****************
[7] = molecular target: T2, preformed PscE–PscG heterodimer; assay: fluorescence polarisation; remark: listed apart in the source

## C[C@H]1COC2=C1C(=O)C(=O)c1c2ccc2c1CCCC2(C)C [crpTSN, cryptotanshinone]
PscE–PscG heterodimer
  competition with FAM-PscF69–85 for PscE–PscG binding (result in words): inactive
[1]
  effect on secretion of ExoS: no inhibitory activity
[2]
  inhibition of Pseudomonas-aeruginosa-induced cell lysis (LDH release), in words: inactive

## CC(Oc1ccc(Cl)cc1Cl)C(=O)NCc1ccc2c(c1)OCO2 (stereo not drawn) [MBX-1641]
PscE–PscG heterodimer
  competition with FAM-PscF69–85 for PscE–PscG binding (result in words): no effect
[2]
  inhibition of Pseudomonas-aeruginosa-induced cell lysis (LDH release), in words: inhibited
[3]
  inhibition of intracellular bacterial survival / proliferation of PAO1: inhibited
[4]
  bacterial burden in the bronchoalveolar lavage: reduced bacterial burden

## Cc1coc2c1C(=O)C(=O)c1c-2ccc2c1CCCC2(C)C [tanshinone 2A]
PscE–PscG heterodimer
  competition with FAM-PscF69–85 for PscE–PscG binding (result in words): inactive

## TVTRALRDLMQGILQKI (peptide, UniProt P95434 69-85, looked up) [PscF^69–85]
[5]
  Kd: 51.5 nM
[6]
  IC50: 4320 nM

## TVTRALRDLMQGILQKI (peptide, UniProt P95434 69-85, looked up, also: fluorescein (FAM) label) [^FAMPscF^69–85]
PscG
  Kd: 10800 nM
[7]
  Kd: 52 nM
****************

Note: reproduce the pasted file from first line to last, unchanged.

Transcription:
[7] = molecular target: T2, preformed PscE–PscG heterodimer; assay: fluorescence polarisation; remark: listed apart in the source

## C[C@H]1COC2=C1C(=O)C(=O)c1c2ccc2c1CCCC2(C)C [crpTSN, cryptotanshinone]
PscE–PscG heterodimer
  competition with FAM-PscF69–85 for PscE–PscG binding (result in words): inactive
[1]
  effect on secretion of ExoS: no inhibitory activity
[2]
  inhibition of Pseudomonas-aeruginosa-induced cell lysis (LDH release), in words: inactive

## CC(Oc1ccc(Cl)cc1Cl)C(=O)NCc1ccc2c(c1)OCO2 (stereo not drawn) [MBX-1641]
PscE–PscG heterodimer
  competition with FAM-PscF69–85 for PscE–PscG binding (result in words): no effect
[2]
  inhibition of Pseudomonas-aeruginosa-induced cell lysis (LDH release), in words: inhibited
[3]
  inhibition of intracellular bacterial survival / proliferation of PAO1: inhibited
[4]
  bacterial burden in the bronchoalveolar lavage: reduced bacterial burden

## Cc1coc2c1C(=O)C(=O)c1c-2ccc2c1CCCC2(C)C [tanshinone 2A]
PscE–PscG heterodimer
  competition with FAM-PscF69–85 for PscE–PscG binding (result in words): inactive

## TVTRALRDLMQGILQKI (peptide, UniProt P95434 69-85, looked up) [PscF^69–85]
[5]
  Kd: 51.5 nM
[6]
  IC50: 4320 nM

## TVTRALRDLMQGILQKI (peptide, UniProt P95434 69-85, looked up, also: fluorescein (FAM) label) [^FAMPscF^69–85]
PscG
  Kd: 10800 nM
[7]
  Kd: 52 nM